I am a college-trained journalist, and switched to PR at graduation without ever taking a PR class. Now that I’m a PR manager for a company, I wanted to supplement my experience with the more academic side of things. I have no doubt that I’m already better at my job – and more confident in my career – than I was before, just because I have this background and perspective to apply. Plus, in passing the Readiness Review, I earned a stamp of approval from other APRs saying that I’m a competent and capable higher-level practitioner.
To your point about APR not being known well outside of PR – well, I guess that’s to be expected with so relatively few APRs out there. But if anything, shame on individual APRs and the PR community as well. When I get my credential, I won’t ever go into another new business pitch, job interview, etc. for the rest of my life and not sell the accreditation and what it means. Sure, it’s the ultimate stamp of approval from the industry. But to me, it’s more than that – it’s proof that I care enough about my work and my organization/clients to invest a large chunk of my personal time (at the expense of my family) to make the commitment (with no outside pressure) to round out my knowledge of my chosen profession, bring new thinking/ideas to the table and continue to learn and grow as a professional. I don’t know about you, but that’s the kind of person I want to work with, or hire as outside counsel, for my organization. After all, just like anything else in life, you get out what you put in.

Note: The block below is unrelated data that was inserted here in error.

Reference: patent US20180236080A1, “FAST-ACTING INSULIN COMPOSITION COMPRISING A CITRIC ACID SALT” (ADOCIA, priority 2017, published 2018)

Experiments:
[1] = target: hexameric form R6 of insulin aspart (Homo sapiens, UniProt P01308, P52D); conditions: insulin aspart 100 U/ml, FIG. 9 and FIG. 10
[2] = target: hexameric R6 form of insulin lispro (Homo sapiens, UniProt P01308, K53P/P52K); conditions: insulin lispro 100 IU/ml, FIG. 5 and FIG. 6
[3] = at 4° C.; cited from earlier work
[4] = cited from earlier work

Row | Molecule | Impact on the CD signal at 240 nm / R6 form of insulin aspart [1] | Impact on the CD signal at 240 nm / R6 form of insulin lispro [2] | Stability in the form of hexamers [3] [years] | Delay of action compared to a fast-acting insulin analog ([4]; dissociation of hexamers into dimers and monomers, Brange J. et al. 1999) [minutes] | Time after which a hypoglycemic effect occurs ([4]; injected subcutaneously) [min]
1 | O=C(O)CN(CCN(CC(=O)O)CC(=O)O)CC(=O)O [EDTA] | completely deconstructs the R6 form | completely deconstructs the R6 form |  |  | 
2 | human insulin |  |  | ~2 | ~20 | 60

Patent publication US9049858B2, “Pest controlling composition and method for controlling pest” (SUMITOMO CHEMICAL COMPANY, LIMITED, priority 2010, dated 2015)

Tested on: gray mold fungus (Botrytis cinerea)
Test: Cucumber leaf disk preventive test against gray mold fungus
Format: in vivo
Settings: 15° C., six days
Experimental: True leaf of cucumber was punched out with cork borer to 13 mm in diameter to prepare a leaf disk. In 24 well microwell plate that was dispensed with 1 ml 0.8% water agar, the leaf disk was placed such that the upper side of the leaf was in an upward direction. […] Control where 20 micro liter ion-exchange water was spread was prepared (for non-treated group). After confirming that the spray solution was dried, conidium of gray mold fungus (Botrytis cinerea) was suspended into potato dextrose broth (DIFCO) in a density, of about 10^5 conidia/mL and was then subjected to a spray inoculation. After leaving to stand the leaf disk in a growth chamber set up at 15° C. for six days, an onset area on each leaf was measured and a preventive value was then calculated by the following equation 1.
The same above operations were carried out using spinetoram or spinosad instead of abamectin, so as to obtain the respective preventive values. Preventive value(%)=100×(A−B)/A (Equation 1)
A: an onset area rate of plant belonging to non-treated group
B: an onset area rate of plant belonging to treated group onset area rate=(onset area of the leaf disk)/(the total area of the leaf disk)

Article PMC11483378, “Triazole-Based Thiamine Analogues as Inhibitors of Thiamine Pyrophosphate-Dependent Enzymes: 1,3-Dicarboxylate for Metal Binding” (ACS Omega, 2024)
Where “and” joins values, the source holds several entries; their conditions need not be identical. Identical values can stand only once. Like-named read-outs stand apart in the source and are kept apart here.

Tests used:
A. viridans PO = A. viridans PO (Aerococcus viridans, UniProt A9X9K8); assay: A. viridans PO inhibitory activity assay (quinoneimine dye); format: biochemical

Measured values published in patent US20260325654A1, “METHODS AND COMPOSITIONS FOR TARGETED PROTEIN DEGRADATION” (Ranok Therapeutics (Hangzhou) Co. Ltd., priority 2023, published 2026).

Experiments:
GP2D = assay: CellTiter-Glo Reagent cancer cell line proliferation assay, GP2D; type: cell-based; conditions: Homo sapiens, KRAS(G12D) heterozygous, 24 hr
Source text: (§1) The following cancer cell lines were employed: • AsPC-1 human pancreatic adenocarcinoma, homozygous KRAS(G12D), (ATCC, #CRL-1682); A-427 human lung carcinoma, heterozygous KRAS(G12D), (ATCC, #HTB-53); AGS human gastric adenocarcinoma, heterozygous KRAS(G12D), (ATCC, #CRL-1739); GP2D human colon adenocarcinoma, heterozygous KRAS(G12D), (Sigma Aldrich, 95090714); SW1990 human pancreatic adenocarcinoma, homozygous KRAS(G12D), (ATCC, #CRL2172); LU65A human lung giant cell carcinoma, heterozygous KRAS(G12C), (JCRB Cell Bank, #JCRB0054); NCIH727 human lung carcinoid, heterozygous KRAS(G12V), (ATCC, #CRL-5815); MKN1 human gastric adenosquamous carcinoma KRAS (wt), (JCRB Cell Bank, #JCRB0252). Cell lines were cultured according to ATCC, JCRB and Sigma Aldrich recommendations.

The APR is a wonderful process – incredibly fulfilling and rewarding personally, and very good for the profession as a whole. I don’t know anyone who has earned their APR and thinks the credential and process aren’t worth it. Anyone who tells you otherwise hasn’t gone through the process…it’s really as simple as that. So I’d encourage you to do it too…I think you’ll be pleased you did.
I am so glad you feel that way. Thank you for letting the rest of us in on your perspective! 🙂
APR also brings consistency to our profession. I know that when I meet pr person for the first time, and they are APR, we can immediately get down to business. Two examples, there is no wondering if they understand the planning process and the ethics behind what we do.